Going off-course: On the rural jobs scheme and the Centre’s bid to change its funding

The Centre’s suggestions on changes in the Mahatma Gandhi National Rural Employment Guarantee Scheme seem misguided

Updated - February 18, 2023 11:18 am IST

Published - February 18, 2023 12:20 am IST

A key to the success of any welfare programme is the conviction in its implementation. In the 17 years since the Mahatma Gandhi National Rural Employment Guarantee Scheme (MGNREGS) has been implemented, studies have asserted its net positive impact in the rural areas. From reducing penury through providing off-season employment, and thereby improving household consumption among the invariably poor citizens who avail the scheme, to acting as insurance during monsoon deficient seasons, besides allowing for greater food security through increased productivity helped by the works generated, the scheme continues to be a robust welfare tool. This was even clearer during the pandemic, when thousands of migrant workers who left urban areas due to the lockdowns took up work under the MGNREGS in rural areas where demand for the menial but arduous work peaked. There is of course the case that the scheme has still not transcended into creating more useful assets beyond roads and irrigation canals and requires broadbasing and better implementation. But it must be said that the Union government’s treatment of the scheme has graduated from a case of lukewarm acceptance of its need because of its popular impact to treating it as a fiscal burden.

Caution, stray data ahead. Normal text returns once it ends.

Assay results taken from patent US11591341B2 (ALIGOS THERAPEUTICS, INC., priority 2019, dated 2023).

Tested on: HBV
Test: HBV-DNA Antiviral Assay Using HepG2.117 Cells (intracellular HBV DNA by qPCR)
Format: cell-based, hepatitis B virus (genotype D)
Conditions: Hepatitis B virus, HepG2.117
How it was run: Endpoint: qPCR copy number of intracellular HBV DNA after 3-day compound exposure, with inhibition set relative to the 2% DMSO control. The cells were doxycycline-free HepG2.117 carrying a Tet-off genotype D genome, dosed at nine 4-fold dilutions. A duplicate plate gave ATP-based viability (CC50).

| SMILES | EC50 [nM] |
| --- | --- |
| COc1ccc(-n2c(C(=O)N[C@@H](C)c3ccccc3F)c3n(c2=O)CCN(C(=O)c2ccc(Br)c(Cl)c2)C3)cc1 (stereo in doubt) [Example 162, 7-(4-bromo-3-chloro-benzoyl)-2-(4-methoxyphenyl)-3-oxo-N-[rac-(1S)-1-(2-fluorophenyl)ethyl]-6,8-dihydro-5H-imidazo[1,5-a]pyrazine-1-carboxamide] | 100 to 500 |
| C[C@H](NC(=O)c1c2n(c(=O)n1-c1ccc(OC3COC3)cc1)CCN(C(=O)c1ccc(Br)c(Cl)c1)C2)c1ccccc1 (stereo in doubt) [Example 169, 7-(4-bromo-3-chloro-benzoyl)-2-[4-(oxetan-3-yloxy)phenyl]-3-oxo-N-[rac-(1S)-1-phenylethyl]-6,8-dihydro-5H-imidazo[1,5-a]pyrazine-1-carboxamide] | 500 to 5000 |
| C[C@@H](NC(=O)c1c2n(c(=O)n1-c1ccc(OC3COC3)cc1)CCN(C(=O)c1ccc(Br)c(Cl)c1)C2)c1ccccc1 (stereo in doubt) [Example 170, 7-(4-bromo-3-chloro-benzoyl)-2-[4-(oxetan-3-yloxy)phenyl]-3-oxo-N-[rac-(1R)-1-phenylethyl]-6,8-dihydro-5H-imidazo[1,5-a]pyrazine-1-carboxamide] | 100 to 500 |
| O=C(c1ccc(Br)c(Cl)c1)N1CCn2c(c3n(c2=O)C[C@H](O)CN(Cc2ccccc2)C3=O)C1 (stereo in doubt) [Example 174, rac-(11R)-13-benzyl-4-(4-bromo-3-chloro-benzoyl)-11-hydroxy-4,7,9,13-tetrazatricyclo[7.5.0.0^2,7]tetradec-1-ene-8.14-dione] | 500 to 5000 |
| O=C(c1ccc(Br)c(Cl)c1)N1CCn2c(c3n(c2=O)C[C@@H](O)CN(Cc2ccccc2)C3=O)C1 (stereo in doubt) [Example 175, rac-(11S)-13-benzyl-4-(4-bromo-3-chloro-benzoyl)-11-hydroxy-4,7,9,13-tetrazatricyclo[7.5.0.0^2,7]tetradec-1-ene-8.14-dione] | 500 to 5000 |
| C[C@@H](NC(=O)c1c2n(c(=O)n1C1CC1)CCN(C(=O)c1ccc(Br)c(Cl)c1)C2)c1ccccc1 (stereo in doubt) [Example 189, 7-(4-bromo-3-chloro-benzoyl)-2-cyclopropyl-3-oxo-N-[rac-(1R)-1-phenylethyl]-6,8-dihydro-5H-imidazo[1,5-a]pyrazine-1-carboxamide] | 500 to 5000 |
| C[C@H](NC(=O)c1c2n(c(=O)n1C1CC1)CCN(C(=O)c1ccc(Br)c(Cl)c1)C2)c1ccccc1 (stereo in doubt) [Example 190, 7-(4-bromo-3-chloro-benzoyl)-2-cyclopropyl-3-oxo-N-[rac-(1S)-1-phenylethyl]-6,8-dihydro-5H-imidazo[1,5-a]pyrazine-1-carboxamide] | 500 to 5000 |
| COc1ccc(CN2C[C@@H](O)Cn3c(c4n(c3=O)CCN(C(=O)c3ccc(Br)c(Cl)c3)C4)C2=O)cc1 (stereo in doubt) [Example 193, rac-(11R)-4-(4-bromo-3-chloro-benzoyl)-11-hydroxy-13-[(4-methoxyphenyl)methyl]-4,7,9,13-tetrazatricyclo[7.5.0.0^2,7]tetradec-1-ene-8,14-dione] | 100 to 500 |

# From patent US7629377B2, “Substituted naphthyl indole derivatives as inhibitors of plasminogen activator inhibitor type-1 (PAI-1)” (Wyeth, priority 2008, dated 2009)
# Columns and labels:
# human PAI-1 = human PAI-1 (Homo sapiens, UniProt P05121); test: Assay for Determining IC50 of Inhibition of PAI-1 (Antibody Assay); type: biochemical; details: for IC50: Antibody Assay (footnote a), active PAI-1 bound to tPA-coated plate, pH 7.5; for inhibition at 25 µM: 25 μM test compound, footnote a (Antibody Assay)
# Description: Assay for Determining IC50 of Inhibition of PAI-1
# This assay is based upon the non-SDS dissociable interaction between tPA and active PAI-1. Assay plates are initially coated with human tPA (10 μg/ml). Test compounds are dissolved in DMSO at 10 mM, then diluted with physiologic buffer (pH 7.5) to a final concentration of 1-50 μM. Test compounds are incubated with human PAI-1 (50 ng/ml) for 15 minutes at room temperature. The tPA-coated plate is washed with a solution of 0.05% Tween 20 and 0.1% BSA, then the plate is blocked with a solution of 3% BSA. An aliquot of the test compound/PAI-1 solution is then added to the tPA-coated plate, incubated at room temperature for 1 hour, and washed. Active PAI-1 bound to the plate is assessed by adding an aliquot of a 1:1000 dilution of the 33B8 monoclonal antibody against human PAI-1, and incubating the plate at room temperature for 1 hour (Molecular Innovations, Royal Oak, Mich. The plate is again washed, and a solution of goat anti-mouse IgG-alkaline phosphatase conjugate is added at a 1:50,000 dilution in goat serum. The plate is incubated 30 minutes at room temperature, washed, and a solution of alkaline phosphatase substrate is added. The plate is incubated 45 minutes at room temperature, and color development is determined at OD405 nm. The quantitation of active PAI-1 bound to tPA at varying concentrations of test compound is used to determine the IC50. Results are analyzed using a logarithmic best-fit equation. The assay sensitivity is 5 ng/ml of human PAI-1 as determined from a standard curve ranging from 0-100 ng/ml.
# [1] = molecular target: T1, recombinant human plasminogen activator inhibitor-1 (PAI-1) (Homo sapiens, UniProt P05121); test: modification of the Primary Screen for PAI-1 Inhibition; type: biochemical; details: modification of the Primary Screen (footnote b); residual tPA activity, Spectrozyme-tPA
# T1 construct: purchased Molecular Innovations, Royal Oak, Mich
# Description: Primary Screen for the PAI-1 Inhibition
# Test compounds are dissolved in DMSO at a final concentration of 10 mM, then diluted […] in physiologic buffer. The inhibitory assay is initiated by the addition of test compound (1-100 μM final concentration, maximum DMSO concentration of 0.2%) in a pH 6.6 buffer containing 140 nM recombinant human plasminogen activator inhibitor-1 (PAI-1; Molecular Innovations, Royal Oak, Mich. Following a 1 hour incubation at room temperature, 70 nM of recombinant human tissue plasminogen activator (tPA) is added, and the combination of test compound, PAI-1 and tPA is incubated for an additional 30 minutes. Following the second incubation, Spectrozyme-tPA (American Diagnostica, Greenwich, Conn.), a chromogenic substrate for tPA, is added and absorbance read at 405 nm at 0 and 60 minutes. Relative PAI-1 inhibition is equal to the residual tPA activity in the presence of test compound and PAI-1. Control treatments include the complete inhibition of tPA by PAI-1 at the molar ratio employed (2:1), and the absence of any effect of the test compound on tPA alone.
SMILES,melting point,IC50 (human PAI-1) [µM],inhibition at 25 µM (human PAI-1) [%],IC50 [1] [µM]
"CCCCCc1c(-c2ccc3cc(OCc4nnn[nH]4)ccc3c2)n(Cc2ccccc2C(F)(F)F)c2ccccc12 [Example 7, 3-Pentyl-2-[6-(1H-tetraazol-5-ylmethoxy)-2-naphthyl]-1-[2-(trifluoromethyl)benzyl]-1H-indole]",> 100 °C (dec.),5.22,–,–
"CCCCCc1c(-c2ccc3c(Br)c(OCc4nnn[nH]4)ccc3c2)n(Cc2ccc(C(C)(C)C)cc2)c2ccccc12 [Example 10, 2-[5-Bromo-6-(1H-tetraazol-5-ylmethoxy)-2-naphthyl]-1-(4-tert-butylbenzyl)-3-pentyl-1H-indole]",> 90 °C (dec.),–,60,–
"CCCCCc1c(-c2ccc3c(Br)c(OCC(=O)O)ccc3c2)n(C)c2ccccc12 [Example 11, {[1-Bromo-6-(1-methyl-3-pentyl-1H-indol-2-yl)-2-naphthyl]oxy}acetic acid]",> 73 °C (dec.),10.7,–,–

Such a reading can be justifiably made if the reduced allocation for the scheme in the Union Budget, from 2.14% of overall outlay in FY23 to 1.33% in FY24, is considered. This was despite implementation in recent years experiencing wage delays and underfunding. This has also depressed demand, with formal requests for work only being a portion of the actual demand. Also, there is much evidence that Aadhaar-based payments have neither reduced corruption nor reduced wage payment delays while creating hurdles for officials and workers during implementation. Union Rural Development Minister Giriraj Singh has now said that the Act should be amended to change the contribution of funds from 100% by the government to a 60-40 split between the Centre and the States in order to make States “more vigilant regarding corruption”. But this will only lead to further complications in funding. There has been a shrinking in the States’ share of taxes following GST and the financial stresses during the pandemic. States taking up 40% of the funding burden would affect the payment of wages even further. Besides, MGNREGS is a demand-driven programme and salient especially in poorer States and it is incumbent upon the Centre to ensure its robust funding instead of putting the onus on individual States to do so. The government must change its approach towards the MGNREGS by recognising its potential in catering to the poor’s right to work.

To read this editorial in Telugu, click here.

To read this editorial in Malayalam, click here.

To read this editorial in Kannada, click here.

To read this editorial in Tamil, click here.

To read this editorial in Hindi, click here.

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